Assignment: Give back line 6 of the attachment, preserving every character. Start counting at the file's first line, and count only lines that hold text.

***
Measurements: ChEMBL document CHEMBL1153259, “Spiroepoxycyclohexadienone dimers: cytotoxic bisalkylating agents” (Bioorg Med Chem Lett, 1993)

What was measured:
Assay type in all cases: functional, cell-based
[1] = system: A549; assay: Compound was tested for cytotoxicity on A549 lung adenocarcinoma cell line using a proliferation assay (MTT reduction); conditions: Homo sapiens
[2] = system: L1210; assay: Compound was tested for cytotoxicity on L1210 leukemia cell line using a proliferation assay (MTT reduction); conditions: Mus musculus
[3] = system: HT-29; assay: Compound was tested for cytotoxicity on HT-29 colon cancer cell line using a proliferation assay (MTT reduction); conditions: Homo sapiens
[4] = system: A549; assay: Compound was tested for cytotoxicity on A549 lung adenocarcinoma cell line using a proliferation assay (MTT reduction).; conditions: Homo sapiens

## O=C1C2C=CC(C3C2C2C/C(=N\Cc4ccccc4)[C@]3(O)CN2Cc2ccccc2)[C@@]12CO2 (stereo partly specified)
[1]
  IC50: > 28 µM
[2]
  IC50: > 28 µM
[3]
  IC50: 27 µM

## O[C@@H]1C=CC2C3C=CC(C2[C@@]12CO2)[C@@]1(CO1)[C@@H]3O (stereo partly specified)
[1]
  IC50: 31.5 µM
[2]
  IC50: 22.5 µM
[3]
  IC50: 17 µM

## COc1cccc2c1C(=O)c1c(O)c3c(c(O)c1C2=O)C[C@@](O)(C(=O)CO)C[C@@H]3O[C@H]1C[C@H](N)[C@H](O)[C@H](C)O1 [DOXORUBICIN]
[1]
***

[3] = system: HT-29; assay: Compound was tested for cytotoxicity on HT-29 colon cancer cell line using a proliferation assay (MTT reduction); conditions: Homo sapiens